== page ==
View Poll Results: Do you believe that the EU should form its own military?

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  • Yes

    38 43.68%
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Thread: An EU Army - For or Against ?

  1. #31
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    Default Re: An EU Army - For or Against ?

    Quote Originally Posted by C. Flower View Post
    German minister calls for Lisbon treaty EU army


    Quote Originally Posted by Lapsedmethodist View Post
    throw our weight around
    Fascism is alive and well in Europe it would appear.
    "Do not be misled by the promises of politicians. Remember that the whole history of Ireland is a record of betrayals by politicians and statesmen, and remembering this, spurn their lying promises and stand up for a United Ireland - an Ireland broad based upon the union of Labour and Nationality." - James Connolly.

  2. #32
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    Default Re: An EU Army - For or Against ?

    Quote Originally Posted by Lapsedmethodist View Post
    For example ?
    Sorry for the delay.
    We are the first post colonial nation of the British empire.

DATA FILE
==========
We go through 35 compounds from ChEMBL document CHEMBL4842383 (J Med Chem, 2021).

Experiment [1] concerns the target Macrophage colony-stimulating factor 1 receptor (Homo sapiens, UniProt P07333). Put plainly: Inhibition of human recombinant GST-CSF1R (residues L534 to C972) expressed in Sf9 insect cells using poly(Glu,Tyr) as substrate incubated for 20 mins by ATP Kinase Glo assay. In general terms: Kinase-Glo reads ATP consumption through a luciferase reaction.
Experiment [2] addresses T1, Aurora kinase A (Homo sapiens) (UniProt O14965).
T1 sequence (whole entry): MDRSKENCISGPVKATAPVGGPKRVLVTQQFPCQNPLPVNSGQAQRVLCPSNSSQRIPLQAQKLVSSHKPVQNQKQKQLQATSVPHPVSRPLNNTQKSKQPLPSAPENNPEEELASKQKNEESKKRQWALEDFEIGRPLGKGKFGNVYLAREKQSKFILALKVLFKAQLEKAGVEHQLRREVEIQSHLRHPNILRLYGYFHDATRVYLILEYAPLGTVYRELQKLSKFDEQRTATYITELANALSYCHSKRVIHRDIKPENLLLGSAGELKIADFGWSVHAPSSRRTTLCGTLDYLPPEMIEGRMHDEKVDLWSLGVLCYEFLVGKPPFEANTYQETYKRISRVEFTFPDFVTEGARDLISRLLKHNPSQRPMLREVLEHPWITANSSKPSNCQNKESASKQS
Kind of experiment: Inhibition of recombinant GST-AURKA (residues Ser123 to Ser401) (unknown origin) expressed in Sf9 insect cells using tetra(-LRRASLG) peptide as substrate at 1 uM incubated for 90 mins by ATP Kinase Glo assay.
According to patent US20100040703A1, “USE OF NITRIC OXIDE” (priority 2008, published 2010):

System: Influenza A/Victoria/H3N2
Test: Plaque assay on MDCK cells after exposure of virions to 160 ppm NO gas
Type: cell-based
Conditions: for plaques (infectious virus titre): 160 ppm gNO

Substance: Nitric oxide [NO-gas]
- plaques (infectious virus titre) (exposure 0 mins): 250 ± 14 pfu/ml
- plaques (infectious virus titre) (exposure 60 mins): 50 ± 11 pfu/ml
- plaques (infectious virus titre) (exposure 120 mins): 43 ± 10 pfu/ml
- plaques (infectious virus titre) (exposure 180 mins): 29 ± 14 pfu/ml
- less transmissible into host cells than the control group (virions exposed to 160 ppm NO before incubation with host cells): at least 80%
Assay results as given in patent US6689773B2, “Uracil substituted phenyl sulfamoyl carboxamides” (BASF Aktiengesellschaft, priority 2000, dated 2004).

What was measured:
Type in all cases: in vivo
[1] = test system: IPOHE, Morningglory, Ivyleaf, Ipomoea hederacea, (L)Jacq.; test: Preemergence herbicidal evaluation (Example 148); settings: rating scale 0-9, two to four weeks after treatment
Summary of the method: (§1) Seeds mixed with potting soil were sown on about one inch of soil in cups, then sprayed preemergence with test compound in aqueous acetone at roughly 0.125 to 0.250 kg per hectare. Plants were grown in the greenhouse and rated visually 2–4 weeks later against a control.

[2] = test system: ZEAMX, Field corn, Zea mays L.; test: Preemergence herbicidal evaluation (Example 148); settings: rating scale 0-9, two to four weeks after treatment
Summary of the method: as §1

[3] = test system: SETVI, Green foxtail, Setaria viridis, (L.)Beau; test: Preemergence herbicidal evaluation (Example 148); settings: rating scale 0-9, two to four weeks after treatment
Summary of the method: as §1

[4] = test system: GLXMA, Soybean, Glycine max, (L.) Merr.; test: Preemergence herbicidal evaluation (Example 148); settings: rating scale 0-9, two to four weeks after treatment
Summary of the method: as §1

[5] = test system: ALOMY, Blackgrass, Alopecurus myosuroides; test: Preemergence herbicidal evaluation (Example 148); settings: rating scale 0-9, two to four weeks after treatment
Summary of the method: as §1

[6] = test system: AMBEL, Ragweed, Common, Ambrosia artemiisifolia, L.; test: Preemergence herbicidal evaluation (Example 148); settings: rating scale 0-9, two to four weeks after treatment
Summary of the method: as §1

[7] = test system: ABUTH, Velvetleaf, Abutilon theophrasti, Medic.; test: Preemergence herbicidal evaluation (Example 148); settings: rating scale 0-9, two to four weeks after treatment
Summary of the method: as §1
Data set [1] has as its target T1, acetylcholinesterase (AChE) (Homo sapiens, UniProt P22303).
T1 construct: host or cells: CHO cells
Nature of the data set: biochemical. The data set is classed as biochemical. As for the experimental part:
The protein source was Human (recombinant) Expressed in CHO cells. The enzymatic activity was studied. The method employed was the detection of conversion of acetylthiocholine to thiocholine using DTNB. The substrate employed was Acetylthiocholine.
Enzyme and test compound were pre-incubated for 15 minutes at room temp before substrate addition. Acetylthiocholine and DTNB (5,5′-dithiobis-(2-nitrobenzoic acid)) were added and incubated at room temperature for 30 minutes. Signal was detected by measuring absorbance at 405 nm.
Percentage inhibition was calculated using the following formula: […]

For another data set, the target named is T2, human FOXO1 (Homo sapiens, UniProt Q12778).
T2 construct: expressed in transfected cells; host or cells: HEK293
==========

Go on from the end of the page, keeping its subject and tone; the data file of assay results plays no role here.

We are very much primus inter pares in that respect and that gives us disproportionate influence.

    We had a virtual export industry in the 60's and 70's sending senior councils and judges to other post imperial nations as advisors on how to establish government systems.

    Traditionally in education, it was more politically acceptable for post imperial african states to send their students to Ireland than to the UK.

    Neutrality and an independent foreign policy were, and remain, key aspects of the way we are percieved around the world.

    Still with education, the Irish catholic church set up premier schools throughout the former empire such as St. Augustines in Ghana and St Patricks in Lahore, it is worth noting that the last three leaders of Pakistan were educated in Irish Catholic establishments.

    We have, as a soverign nation unencumbered by military alliance the ability to do business with other countries, and long may it remain so.

  3. #33
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    Default Re: An EU Army - For or Against ?

    Simonj:- none of what you said stopped us signing the UN Charter which binds us to going to the aid of fellow UN members and that's just for starters. Secondly, that world is now unrecognisable with none of the areas of dispute owing anything to colonialism and the UN in the grip of either the Permanent Security Council or a large group of nations who have nothing in common bar a hatred of Israel.
    The question remains... if another Sarajevo occurred, who do you want to send as a relief ? Dithering means NATO - under its American domination as no-one is going to sit around and wait for the UN to compromise.
    Thirdly, what about the soldiers themselves ? How many of them want to be sent on missions where they're virtually unable to defend themselves never mind make a difference. Should they suffer so that civilians can feel good about themselves, all the while tut-tutting about casualties ?